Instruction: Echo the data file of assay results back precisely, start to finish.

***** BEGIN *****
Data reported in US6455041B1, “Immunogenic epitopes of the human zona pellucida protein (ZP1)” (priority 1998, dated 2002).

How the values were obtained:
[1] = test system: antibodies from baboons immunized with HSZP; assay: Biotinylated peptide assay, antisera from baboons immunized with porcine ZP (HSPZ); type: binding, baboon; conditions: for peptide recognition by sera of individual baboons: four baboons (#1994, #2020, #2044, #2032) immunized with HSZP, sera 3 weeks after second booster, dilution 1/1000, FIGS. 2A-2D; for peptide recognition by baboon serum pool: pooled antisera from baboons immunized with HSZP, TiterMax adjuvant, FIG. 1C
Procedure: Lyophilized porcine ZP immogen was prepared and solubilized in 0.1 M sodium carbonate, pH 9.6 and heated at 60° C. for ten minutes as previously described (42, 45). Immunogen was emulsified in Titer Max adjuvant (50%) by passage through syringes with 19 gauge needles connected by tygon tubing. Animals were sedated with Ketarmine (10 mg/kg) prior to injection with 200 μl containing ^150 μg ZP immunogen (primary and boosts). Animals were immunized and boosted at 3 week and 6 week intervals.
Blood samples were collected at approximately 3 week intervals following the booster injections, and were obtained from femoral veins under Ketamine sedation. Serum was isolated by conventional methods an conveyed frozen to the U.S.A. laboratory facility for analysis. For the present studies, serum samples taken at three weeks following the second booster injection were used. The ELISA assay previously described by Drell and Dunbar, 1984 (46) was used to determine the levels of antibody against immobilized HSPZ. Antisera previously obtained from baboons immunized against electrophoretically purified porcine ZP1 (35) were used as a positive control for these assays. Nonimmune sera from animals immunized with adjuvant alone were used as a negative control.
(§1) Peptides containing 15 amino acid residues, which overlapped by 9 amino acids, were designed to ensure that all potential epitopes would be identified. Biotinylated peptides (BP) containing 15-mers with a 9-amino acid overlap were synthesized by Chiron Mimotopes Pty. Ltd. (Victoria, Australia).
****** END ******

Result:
Data reported in US6455041B1, “Immunogenic epitopes of the human zona pellucida protein (ZP1)” (priority 1998, dated 2002).

How the values were obtained:
[1] = test system: antibodies from baboons immunized with HSZP; assay: Biotinylated peptide assay, antisera from baboons immunized with porcine ZP (HSPZ); type: binding, baboon; conditions: for peptide recognition by sera of individual baboons: four baboons (#1994, #2020, #2044, #2032) immunized with HSZP, sera 3 weeks after second booster, dilution 1/1000, FIGS. 2A-2D; for peptide recognition by baboon serum pool: pooled antisera from baboons immunized with HSZP, TiterMax adjuvant, FIG. 1C
Procedure: Lyophilized porcine ZP immogen was prepared and solubilized in 0.1 M sodium carbonate, pH 9.6 and heated at 60° C. for ten minutes as previously described (42, 45). Immunogen was emulsified in Titer Max adjuvant (50%) by passage through syringes with 19 gauge needles connected by tygon tubing. Animals were sedated with Ketarmine (10 mg/kg) prior to injection with 200 μl containing ^150 μg ZP immunogen (primary and boosts). Animals were immunized and boosted at 3 week and 6 week intervals.
Blood samples were collected at approximately 3 week intervals following the booster injections, and were obtained from femoral veins under Ketamine sedation. Serum was isolated by conventional methods an conveyed frozen to the U.S.A. laboratory facility for analysis. For the present studies, serum samples taken at three weeks following the second booster injection were used. The ELISA assay previously described by Drell and Dunbar, 1984 (46) was used to determine the levels of antibody against immobilized HSPZ. Antisera previously obtained from baboons immunized against electrophoretically purified porcine ZP1 (35) were used as a positive control for these assays. Nonimmune sera from animals immunized with adjuvant alone were used as a negative control.
(§1) Peptides containing 15 amino acid residues, which overlapped by 9 amino acids, were designed to ensure that all potential epitopes would be identified. Biotinylated peptides (BP) containing 15-mers with a 9-amino acid overlap were synthesized by Chiron Mimotopes Pty. Ltd. (Victoria, Australia).